Mutability and Constancy

Submitted by Virginia Watts on Sun, 06/07/2015 - 17:24

It's February 1973 and we have been in our new-old house in the San Fernando Valley for two and a half months. I don't know it yet, but I am pregnant with our first child. I am a transplant from the Westside of Los Angeles, and the valley is a little rural, a little unfamiliar compared to the more cosmopolitan (if you could call it that in 1973) Westwood, Hollywood, and Santa Monica of my previous world. 

I still work at UCLA, so every weekday I make a roundtrip over the Sepulveda pass or the 405 freeway.

But today is a Saturday, so I am home in my kitchen, making a phone call to my grandmother who lives in West Hollywood. We talk every day. And I talk every day to my other grandmother too, and my mother. We have that generational connection, for good or ill.

I am excited to tell her about the blossoms on my apricot trees in our backyard. I can see them as I look from my kitchen door through to the living room window. A squirrel runs along the fence that separates the trees from the lawn, snatches a lemon, and proceeds to eat it. I don't know what I expected from my grandmother's dour Swedish self, when I tell her about the blossoms, but somehow, I think, it might bring a smile to her voice or at least a pleasant picture to her mind.

"Those will all come off, you know," is her response to my news.

"I know, Nanoo, but they are so beautiful right now."

Had I made the call to my mother, she might have said, "Unh-huh." And then she might rehearse her complaints about my father, or her sister, her mother, or the neighbors.

Some things just don't change, even through the blurry lens of memory.

It took me a long time to learn that there was very little chance of bringing joy, or just relief from depression, to some people, by giving them a piece of news that fed my own soul. I wanted my mother, and her mother, to find happiness, even if just for a moment, by looking outside themselves. 

I realize now that my need went beyond pleasing them. I wanted to be important enough in my own right to matter, and to matter to them especially. To have them take comfort or happiness in my joy, because then I would have felt their approval. I wanted them to see me. I felt invisible in my own journey. I craved their recognition.

It was easy for them to hand out criticism and cynicism, and never easy to give a nod of approval or a word of hope.

But here I am on that Saturday morning in 1973, trying, with more chatter about the squirrel and the lemon, to still pull that magic rabbit out of the black hat.  

Finally I give up and say goodbye. My grandmother simply hangs up without another word. It is her way, she never says goodbye on the phone. I sigh and tell my husband about the apricot blossoms all falling off. He laughs, good naturedly, and says "What did you expect? That's just who she is. If you give her a glass of water she asks you to pour half of it out. Nothing is ever right for her. Let it go, Love."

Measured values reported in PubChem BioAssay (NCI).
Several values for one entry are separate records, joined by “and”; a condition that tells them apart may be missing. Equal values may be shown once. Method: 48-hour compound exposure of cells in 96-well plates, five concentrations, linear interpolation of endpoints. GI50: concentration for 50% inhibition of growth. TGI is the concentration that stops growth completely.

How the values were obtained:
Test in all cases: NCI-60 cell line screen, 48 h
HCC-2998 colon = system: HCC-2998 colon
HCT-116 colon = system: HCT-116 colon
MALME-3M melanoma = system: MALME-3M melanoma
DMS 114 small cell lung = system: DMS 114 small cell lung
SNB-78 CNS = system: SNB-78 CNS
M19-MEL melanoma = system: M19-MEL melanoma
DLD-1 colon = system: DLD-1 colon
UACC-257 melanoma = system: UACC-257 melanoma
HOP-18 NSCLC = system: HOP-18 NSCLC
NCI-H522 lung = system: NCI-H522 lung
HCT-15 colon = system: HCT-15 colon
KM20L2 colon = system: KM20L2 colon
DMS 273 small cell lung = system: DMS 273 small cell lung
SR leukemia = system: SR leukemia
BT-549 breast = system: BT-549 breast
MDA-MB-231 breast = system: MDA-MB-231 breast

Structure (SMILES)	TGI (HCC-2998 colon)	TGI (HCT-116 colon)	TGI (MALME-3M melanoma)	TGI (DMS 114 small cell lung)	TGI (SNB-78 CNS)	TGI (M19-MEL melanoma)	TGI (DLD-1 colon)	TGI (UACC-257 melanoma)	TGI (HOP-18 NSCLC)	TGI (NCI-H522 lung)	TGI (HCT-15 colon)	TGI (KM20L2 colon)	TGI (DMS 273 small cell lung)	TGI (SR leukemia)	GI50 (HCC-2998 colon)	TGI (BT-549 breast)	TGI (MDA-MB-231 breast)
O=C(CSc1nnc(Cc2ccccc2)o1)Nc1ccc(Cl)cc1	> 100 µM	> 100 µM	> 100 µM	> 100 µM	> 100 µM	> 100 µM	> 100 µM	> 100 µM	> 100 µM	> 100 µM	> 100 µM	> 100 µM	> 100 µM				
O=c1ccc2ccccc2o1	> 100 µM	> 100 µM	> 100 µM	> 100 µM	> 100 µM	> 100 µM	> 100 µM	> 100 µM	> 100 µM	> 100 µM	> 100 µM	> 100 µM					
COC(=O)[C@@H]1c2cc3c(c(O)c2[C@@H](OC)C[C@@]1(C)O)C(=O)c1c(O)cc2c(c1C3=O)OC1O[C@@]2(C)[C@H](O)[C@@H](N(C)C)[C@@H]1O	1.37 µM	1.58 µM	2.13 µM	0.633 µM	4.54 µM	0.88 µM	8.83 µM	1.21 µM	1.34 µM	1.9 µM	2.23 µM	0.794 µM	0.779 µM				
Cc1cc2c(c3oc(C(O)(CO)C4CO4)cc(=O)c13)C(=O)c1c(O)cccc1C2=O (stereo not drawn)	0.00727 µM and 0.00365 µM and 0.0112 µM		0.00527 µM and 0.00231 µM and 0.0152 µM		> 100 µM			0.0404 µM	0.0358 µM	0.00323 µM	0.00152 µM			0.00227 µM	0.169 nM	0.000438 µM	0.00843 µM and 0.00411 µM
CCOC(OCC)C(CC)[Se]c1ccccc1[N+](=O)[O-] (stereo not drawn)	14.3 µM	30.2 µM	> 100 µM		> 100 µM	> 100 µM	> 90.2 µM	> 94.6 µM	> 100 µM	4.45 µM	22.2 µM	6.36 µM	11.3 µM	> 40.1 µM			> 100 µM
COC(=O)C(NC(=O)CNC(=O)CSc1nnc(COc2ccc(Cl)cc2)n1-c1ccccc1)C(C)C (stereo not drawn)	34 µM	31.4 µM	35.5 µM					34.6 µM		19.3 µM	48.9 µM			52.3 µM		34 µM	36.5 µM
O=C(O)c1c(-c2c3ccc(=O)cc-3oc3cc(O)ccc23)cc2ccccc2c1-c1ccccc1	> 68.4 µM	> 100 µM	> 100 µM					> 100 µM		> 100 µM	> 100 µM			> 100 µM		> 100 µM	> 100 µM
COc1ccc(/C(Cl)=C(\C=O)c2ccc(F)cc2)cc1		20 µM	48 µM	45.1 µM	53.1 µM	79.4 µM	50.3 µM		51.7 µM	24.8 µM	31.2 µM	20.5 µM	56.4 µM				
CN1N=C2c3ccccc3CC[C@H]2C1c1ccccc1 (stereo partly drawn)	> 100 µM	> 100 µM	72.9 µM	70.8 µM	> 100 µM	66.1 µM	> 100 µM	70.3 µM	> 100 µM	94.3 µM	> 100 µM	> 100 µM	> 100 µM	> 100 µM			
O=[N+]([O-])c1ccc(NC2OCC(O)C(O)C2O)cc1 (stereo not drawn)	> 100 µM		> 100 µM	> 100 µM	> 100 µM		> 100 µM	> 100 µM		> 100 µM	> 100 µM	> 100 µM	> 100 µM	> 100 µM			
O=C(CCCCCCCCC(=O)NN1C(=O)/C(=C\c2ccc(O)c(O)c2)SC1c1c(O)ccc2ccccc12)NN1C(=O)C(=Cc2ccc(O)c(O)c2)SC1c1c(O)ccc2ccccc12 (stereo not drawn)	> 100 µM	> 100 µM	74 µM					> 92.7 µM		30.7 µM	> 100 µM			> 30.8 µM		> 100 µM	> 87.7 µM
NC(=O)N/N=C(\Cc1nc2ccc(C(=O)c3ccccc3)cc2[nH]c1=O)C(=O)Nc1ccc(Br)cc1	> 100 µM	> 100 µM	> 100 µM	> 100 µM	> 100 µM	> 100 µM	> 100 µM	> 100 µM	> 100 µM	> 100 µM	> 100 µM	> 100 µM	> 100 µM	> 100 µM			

Of course I do not let it go. Not then. I have so much to give, and I am so sure that if I can figure out the right spell, I will break the code. Giving something of myself was all I knew to do, but it wasn't what they needed or even wanted. What they needed and wanted was far beyond my power to give.

Had I made the call to my OTHER grandmother, she would have said something like, "Isn't that wonderful? I wonder how many apricots you will get this year! We can make pie!"

When I do talk to her later in the day I tell her about the apricots and the squirrel and her delight, even over the phone, is sweet music that resolves the discord, light that dissolves the darkness.

Now, from my perch in 2015, I still marvel at how much of the world is recognized as good or evil, happy or sad, based on the ability to perceive. Happiness, joy, is so hard for some, so easy for others. My heritage gives me an appreciation for the struggle, and a realization that it is rare to find magic for someone else. This means that although I often try to give away what isn't needed or wanted, I no longer feel invisible when it isn't received. Now I understand that no alchemy or encantation can do more than provide a temporal comfort. The real magic has to come from within those who need it. Whatever joy or hope or happiness is available to them must come to them on their own terms, in whatever way fits their own unique life, their own unique circumstance. What we give away may indeed be some of what is needed, but it may not.

The grandmother that imagined apricot pie, instead of how the apricot blossoms will all fall off, gave me the greatest gift. She created a space for my own joy, and she never stepped on my expression of it. 

This morning my daughter called and invited me to tea in her garden. Before I left the house (and yes, it is still the one we moved into in 1972) my eight year old granddaughter called me on the phone. "Gramma can you bring a lemon when you come over?"

Yes. Yes I could.

That is the kind of magic I CAN do.